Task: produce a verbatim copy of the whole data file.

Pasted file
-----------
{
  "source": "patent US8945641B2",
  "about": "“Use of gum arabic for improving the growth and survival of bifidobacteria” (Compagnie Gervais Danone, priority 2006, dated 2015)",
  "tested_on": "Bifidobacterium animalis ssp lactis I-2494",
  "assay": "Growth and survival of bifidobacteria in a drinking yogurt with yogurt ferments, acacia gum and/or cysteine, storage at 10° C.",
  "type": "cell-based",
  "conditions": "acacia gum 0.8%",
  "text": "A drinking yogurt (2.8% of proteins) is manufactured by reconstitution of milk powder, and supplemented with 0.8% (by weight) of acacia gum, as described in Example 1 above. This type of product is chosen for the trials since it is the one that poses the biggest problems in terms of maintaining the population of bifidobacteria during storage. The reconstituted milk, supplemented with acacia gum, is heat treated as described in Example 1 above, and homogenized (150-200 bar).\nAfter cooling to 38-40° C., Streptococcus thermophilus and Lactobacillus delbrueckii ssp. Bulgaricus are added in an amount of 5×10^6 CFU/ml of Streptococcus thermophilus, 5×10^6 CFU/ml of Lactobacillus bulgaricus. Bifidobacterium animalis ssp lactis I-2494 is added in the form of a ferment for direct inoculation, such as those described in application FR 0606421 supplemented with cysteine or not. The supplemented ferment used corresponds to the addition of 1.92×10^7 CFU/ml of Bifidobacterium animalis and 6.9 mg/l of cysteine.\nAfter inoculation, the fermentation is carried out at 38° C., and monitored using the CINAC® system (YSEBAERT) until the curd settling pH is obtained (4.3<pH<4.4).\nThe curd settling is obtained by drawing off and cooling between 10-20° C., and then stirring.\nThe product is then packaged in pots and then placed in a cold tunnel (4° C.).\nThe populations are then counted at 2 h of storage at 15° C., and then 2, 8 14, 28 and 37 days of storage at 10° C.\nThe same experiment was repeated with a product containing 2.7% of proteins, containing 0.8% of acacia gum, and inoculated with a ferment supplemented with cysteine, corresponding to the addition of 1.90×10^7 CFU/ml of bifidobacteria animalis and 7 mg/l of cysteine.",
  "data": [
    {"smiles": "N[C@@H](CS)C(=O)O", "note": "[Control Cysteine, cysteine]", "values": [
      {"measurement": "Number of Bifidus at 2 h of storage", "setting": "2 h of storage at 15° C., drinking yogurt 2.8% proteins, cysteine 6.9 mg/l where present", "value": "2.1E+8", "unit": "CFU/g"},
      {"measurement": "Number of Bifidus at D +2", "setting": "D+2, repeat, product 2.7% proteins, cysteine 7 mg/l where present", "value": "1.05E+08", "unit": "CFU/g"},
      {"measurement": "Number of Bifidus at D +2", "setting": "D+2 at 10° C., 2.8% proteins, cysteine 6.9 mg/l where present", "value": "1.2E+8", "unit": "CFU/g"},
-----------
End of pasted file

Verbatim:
{
  "source": "patent US8945641B2",
  "about": "“Use of gum arabic for improving the growth and survival of bifidobacteria” (Compagnie Gervais Danone, priority 2006, dated 2015)",
  "tested_on": "Bifidobacterium animalis ssp lactis I-2494",
  "assay": "Growth and survival of bifidobacteria in a drinking yogurt with yogurt ferments, acacia gum and/or cysteine, storage at 10° C.",
  "type": "cell-based",
  "conditions": "acacia gum 0.8%",
  "text": "A drinking yogurt (2.8% of proteins) is manufactured by reconstitution of milk powder, and supplemented with 0.8% (by weight) of acacia gum, as described in Example 1 above. This type of product is chosen for the trials since it is the one that poses the biggest problems in terms of maintaining the population of bifidobacteria during storage. The reconstituted milk, supplemented with acacia gum, is heat treated as described in Example 1 above, and homogenized (150-200 bar).\nAfter cooling to 38-40° C., Streptococcus thermophilus and Lactobacillus delbrueckii ssp. Bulgaricus are added in an amount of 5×10^6 CFU/ml of Streptococcus thermophilus, 5×10^6 CFU/ml of Lactobacillus bulgaricus. Bifidobacterium animalis ssp lactis I-2494 is added in the form of a ferment for direct inoculation, such as those described in application FR 0606421 supplemented with cysteine or not. The supplemented ferment used corresponds to the addition of 1.92×10^7 CFU/ml of Bifidobacterium animalis and 6.9 mg/l of cysteine.\nAfter inoculation, the fermentation is carried out at 38° C., and monitored using the CINAC® system (YSEBAERT) until the curd settling pH is obtained (4.3<pH<4.4).\nThe curd settling is obtained by drawing off and cooling between 10-20° C., and then stirring.\nThe product is then packaged in pots and then placed in a cold tunnel (4° C.).\nThe populations are then counted at 2 h of storage at 15° C., and then 2, 8 14, 28 and 37 days of storage at 10° C.\nThe same experiment was repeated with a product containing 2.7% of proteins, containing 0.8% of acacia gum, and inoculated with a ferment supplemented with cysteine, corresponding to the addition of 1.90×10^7 CFU/ml of bifidobacteria animalis and 7 mg/l of cysteine.",
  "data": [
    {"smiles": "N[C@@H](CS)C(=O)O", "note": "[Control Cysteine, cysteine]", "values": [
      {"measurement": "Number of Bifidus at 2 h of storage", "setting": "2 h of storage at 15° C., drinking yogurt 2.8% proteins, cysteine 6.9 mg/l where present", "value": "2.1E+8", "unit": "CFU/g"},
      {"measurement": "Number of Bifidus at D +2", "setting": "D+2, repeat, product 2.7% proteins, cysteine 7 mg/l where present", "value": "1.05E+08", "unit": "CFU/g"},
      {"measurement": "Number of Bifidus at D +2", "setting": "D+2 at 10° C., 2.8% proteins, cysteine 6.9 mg/l where present", "value": "1.2E+8", "unit": "CFU/g"},